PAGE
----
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How a trader from Hamburg started his business in the Philippines

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By Denise A. Valdez

FOR someone hailing from a trading powerhouse such as Germany, starting a trading company in the Philippines during the 1970s may sound preposterous. The Philippine economy at that time was on a decline. But German trader Horst Kessler von Sprengeisen chose to invest in the country.

“[The Philippines] was always at the end of the list of all ASEAN (Association of Southeast Asian Nations) countries. So we wanted to grow, we were expected to grow,” Mr. Kessler said.

After spending eight years in the Philippines running a liaison office for German company K.D Feddersen Ueberseegesellschaft mbH (KDF), Mr. Kessler decided he was ready to run his own business.

“One morning I noticed that I know more people here. I have better connections here, better relations than I have in Germany. So eight years — it’s usually the time when one decides, ‘I must go home now or I might as well stay.’ So I stayed here,” he said.

He eventually married a Filipina and started a family. In 1978, 10 years since he arrived in the Philippines, Mr. Kessler opened Hamburg Trading Corp. (HTC).

It was pretty much a “one-man show” at the beginning, Mr. Kessler said. It was originally just him and his secretary, until later on one or two salesmen joined. But that was it for his thin manpower.

To make money, he finds a buyer and a seller, brings them together, and gets the supplier to pay him a commission. The payment he received was all the income of the company.

“It was very hard, the first years. But I was young. The stupidity and arrogance of youth helped me a lot,” Mr. Kessler recalled.

Forty years since its founding, HTC has grown to offer a huge range of products such as food ingredients, industrial chemicals, adhesives and woodworking components, laboratory products and refractories and industrial equipment. These products are imported from European countries, Brazil, United States and China.

Hailing from Hamburg, Germany, Mr. Kessler said he got his commercial etiquette from the rich trading history of his hometown. Hamburg was a member of the Hanseatic League, a trade association connecting rich cities all over Baltic Sea and the North Sea during the middle ages.

HORST KESSLER VON SPRENGEISEN — PILAR T. BONNIN

“We don’t cheat. We don’t make promises we can’t keep. We are people one can do business with. That is the Hanseatic ethics which is still held high in Hamburg,” Mr. Kessler said.

He named his company after Hamburg with the goal of upholding the same standard of professionalism. That is why it took him some adjusting to get used to working with Filipinos, who could be lax sometimes.

“Germans are tough, correct, precise, sometimes too serious. Whereas the Filipino is more emotional, likes to laugh, likes fun, is sometimes not so precise, sometimes makes promises which he already knows he cannot fulfill, but to please you he says, ‘Yes, I can do.’ One has to get used to it,” Mr. Kessler said.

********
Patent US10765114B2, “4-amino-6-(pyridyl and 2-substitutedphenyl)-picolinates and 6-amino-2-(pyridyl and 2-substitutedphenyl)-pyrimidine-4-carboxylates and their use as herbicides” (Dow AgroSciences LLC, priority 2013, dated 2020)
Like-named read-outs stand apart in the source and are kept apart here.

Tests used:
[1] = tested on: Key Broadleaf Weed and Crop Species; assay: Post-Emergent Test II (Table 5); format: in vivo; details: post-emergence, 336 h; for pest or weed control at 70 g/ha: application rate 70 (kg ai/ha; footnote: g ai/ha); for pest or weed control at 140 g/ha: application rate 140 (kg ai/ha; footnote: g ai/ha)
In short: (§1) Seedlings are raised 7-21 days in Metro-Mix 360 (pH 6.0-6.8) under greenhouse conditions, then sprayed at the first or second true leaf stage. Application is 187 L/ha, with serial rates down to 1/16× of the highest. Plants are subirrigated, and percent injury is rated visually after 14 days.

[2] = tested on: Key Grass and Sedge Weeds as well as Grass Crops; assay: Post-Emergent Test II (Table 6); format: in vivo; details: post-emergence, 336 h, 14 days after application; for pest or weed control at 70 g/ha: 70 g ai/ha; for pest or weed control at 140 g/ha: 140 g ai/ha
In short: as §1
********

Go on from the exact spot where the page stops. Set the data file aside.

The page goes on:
But he emphasized that he “likes it very much” that the Philippines is a happy nation. He said that in Germany, one could be reported as a sexual offender for smiling at a stranger. While in the Philippines, an eye contact automatically rewards you with a smile.

Mr. Kessler noted that bureaucracy in doing business with the government is a problem, but said it was never something that upset him too much to make him want to return to Germany. “I feel that Philippines is my home now,” he said, adding that he is not 100% German anymore after being exposed to the Philippine culture.

Lenie A. Bermudez, who joined HTC in 1998 and is now its president, said Mr. Kessler taught his staff the value of having a “very high emotional intelligence.” She said she used to be very emotional in conducting business, but learned to address her emotions properly.

“I’m still emotional sometimes, but I learned to work without emotion from a German,” she jokingly said.

At 78, Mr. Kessler still works as the chairman of the company. Under the leadership of Ms. Bermudez, HTC expects to grow its all-Filipino employee base to 100 from the current 70 before the year ends.

The company is currently serving around 500 companies, including big multinational companies. In three years, it aims to triple its sales from the current growth rates of 30% to 40% by expanding its customer base.

Ms. Bermudez said having reputable suppliers like Cargill and Merck makes it easy for them to introduce HTC to target customers. HTC’s wide product line allow for them to tap a wide array of industries, thus opening more opportunities for profit.

Developments such as the establishment of a P400-million warehouse in Sta. Rosa, Laguna and the formation of a marketing department are some of the company’s efforts to reach its goals.

The 7,000-square meter building located in the Meridian Industrial Complex took two years to complete. Besides being a spacious administrative office, the property features the company’s storage facilities and a state-of-the-art demo kitchen.

“This is the ideal location for us. Sta. Rosa is developing very well, very fast. It is partially already like Makati,” Mr. Kessler said.

He boasts of using first-class building materials, equipment and machinery for the warehouse. It stores a tank holding 250,000 liters of water in case of fire, and has a generator big enough to power the whole establishment in case of brownout.

Mr. Kessler is confident on the future of HTC.

“Our staff is basically quite young. We have people who understand the situation — the ongoing change of business — better than old people do. I think we are going in the right direction,” he said.